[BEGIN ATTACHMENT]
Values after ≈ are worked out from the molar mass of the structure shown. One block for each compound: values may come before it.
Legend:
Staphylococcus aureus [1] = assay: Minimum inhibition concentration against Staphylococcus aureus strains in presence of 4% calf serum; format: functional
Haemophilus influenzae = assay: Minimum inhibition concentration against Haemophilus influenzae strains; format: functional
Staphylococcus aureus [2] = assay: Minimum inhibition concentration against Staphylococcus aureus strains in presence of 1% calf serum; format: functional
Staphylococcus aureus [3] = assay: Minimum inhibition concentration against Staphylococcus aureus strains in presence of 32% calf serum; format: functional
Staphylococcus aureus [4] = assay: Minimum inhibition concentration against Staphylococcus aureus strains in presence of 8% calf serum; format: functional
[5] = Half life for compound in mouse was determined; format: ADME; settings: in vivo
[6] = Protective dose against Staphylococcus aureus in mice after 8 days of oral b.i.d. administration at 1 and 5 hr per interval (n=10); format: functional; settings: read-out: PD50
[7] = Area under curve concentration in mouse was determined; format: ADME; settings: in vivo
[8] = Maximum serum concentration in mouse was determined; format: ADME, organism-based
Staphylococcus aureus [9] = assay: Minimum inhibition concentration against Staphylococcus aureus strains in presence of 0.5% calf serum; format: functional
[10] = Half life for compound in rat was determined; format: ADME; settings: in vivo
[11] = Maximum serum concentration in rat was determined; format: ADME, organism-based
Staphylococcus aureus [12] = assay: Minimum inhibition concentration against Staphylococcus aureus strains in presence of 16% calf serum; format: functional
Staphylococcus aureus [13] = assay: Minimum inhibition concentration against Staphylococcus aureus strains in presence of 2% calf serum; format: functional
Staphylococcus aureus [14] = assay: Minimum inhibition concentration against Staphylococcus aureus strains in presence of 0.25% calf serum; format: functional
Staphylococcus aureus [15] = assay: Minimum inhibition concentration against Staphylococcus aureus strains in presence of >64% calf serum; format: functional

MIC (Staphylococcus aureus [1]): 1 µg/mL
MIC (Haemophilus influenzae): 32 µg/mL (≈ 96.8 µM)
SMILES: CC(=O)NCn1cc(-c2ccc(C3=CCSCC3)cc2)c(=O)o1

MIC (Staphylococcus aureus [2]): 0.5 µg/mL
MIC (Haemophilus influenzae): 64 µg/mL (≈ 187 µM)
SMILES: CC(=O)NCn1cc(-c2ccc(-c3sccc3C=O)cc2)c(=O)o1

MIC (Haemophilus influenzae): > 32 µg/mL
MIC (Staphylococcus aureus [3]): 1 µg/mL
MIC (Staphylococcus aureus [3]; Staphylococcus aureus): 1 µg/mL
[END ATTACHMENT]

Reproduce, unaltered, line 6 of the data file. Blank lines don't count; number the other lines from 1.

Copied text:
Staphylococcus aureus [3] = assay: Minimum inhibition concentration against Staphylococcus aureus strains in presence of 32% calf serum; format: functional